Partner-Updates-Pics

Partner Updates & Pics

Check out what members of the Tulane Prevention Research Center’s Community Advisory Board (CAB) have been up to this summer! Click on the photo to the right to see pictures from a few of our CAB members. To find out more about the CAB, click here.

PHOTOS 1-3:
The Backyard Gardeners Network celebrated its first year of programming this summer and finished a pilot year of programming. The Lower 9 Growing Strong program has enlivened a space that was once just a trash-filled blighted lot. Offering regular programming for children, adults and seniors six days per week at the Guerrilla Garden has transformed the space into an open-air community center, a destination for Lower 9th Ward residents and the larger Black community of New Orleans to learn from one another, and grow closer as a community. This project would not be possible without the support of the W.K. Kellogg Foundation, who provided most of the funding. We also appreciate the support of the ClifBar Family Foundation, Harrah’s New Orleans and Councilman James Gray, and Aetna. For more about the Backyard Gardeners Network, visit backyardgardenersnetwork.org.

PHOTOS 4-6:
Vietnamese American Young Leaders Association (VAYLA) of New Orleans hosted its 9th Annual VAYLA SOCIAL Youth Sports Tournament + Entertainment Showcase July 18-20 at Joe W. Brown Memorial Park in New Orleans East. During the event, 31 sports teams, 40 performers, and a total of 750+ spectators and volunteers came together from across the Gulf Coast to showcase their talents to promote physical activities for healthy lifestyles. The tournament included: basketball, flag football, tennis, soccer, volleyball, and a B-boy dance battle. The Louisiana Secretary of State’s Office provided voting machines with fun questions for participants to learn how to vote in the future. VAYLA SOCIAL couldn’t have done it without the support from our local businesses, performers, and volunteer team. For more information about VALYA, visit vayla-no.org.

PHOTOS 7-9:
The New Orleans Healthy School Food Collaborative (HSFC) held its annual training in July for school partners and members of their School Food Authority (SFA). The training included speakers from: The Healthy School Food Collaborative, The Louisiana Public Health Institute (LPHI), the National Farm to School Network, LSU AgCenter and the New Orleans Point-of-Sale (POS) Advocacy Program. Presenters aligned on goals to combat childhood obesity through increased access to nutritional meals and educational programs for health and wellness. LPHI researchers also presented preliminary results from an evaluation on the impact of HSFC on student meal consumption and plate waste in schools. The HSFC summer food program service also partnered with 38 schools and camp sites this summer, providing more than 10,000 fresh nutritious meals to New Orleans children during June and July. For example, campers from A’s & Ace’s tennis camp (pictured) take a break after lunch before heading back to the courts. For more about The New Orleans Healthy School Food Collaborative, visit www.thehealthyschoolfoodcollaborative.com.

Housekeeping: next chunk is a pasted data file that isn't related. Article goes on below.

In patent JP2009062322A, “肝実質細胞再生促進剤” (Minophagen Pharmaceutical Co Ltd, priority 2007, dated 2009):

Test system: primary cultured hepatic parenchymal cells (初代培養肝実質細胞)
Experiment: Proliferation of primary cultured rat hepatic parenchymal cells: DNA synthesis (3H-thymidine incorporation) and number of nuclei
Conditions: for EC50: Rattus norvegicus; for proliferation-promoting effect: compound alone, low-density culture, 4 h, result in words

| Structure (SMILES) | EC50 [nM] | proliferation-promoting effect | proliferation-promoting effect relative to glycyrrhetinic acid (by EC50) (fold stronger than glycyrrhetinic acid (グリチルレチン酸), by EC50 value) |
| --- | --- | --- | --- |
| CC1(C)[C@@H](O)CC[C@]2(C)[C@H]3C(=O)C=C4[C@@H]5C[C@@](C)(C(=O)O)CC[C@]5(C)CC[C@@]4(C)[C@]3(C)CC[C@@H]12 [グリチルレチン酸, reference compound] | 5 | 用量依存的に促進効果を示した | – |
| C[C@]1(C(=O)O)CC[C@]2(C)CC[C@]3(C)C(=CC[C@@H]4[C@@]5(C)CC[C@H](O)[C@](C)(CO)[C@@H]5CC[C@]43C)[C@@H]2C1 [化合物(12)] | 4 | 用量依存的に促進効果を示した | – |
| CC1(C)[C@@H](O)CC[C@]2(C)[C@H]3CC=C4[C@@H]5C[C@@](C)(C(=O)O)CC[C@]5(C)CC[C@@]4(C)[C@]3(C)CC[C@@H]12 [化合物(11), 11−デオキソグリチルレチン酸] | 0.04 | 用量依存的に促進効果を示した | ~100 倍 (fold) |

PHOTOS 10-12:
The Kids Rethink Summer Leadership Institute concluded on June 24 with a Day of Action where Rethinkers called on youth and adult supporters from around the city to come together to create change in our schools and communities. This summer, in honor of the 50th anniversary of Freedom Summer, Rethinkers explored the topic of Freedom. They went on a historic tour of the 1811 Slave Revolt, learned freedom songs with acclaimed vocalist Michaela Harrison and learned about youth movements for change with members of BreakOUT. The curriculum was designed and facilitated by six high school-aged youth, known as the Ujima Collective. For more about Rethink visit its redesigned website, www.therethinkers.org.

PHOTOS 13-15:
The Renaissance Project, a nonprofit in the Lower 9th Ward focused on integrated programs for poverty alleviation, operated its Summer Youth Employment Program and employed 50 youth for eight weeks earning a living wage. Youth were at various nonprofits around the city including Boys Town of Louisiana, BreakOUT! and SAC (Students at the Center). In July, six young women from the summer program visited the Dress for Success boutique to pick out business attire for interviews. Dress for Success is a non-profit organization that focuses on increasing employment opportunities for women, starting with one business suit at a time. It encourages women to defy social constructs regarding females in the workplace. “It was a great experience, and it made me feel like I was ready for a real job” said Renaissance Project youth worker Erin Smith. Edelmy Marin, Dayette Hopkins, and Erin Smith (pictured) looked job ready with their choice of suits. For more about the Renaissance Project, visit therenaissanceproject.la.

Topics:   community health , community advisory board , agriculture , youth engagement , school food , nutrition , diet , physical activity , obesity , childhood obesity , food environment

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